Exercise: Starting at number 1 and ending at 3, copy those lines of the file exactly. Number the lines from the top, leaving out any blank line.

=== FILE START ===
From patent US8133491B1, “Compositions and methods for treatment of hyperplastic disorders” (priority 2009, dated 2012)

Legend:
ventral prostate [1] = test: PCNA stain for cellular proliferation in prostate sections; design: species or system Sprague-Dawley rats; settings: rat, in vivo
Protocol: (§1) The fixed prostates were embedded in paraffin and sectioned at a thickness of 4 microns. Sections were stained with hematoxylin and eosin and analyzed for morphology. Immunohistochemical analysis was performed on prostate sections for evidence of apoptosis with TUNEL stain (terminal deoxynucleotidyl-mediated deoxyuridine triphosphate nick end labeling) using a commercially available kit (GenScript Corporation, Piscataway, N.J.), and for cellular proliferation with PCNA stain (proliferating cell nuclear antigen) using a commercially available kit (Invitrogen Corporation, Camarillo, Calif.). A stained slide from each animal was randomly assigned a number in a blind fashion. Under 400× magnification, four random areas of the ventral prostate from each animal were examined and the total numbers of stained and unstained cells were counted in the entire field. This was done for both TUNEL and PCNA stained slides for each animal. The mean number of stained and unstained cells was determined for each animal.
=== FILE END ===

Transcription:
From patent US8133491B1, “Compositions and methods for treatment of hyperplastic disorders” (priority 2009, dated 2012)

Legend:
ventral prostate [1] = test: PCNA stain for cellular proliferation in prostate sections; design: species or system Sprague-Dawley rats; settings: rat, in vivo